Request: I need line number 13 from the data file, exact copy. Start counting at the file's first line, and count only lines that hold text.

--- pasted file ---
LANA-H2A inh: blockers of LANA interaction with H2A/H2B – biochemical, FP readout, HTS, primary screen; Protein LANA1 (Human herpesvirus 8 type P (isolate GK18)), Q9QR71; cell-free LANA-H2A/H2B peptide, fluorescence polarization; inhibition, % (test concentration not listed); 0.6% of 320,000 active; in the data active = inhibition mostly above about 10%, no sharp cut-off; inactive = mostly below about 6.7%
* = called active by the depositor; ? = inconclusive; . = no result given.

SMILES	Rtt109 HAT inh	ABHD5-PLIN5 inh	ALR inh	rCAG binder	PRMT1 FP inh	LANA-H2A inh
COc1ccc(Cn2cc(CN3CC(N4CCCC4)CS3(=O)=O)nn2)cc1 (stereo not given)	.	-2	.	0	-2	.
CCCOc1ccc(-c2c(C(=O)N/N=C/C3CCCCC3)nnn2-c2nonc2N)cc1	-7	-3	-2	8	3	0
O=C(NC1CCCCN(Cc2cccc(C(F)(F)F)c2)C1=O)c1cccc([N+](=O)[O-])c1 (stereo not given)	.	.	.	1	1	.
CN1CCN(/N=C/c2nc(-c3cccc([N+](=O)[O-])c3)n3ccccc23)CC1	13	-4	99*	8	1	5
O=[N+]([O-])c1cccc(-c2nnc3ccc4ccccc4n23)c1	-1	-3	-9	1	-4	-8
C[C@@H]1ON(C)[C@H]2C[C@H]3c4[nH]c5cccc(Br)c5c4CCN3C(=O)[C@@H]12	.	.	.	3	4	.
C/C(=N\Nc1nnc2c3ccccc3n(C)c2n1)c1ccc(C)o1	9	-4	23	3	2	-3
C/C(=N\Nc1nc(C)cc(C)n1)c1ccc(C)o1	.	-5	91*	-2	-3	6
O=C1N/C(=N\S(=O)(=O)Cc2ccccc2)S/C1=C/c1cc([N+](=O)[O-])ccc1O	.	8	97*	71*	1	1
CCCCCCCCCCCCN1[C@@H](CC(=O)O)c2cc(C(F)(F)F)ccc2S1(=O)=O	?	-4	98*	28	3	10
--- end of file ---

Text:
CCCCCCCCCCCCN1[C@@H](CC(=O)O)c2cc(C(F)(F)F)ccc2S1(=O)=O	?	-4	98*	28	3	10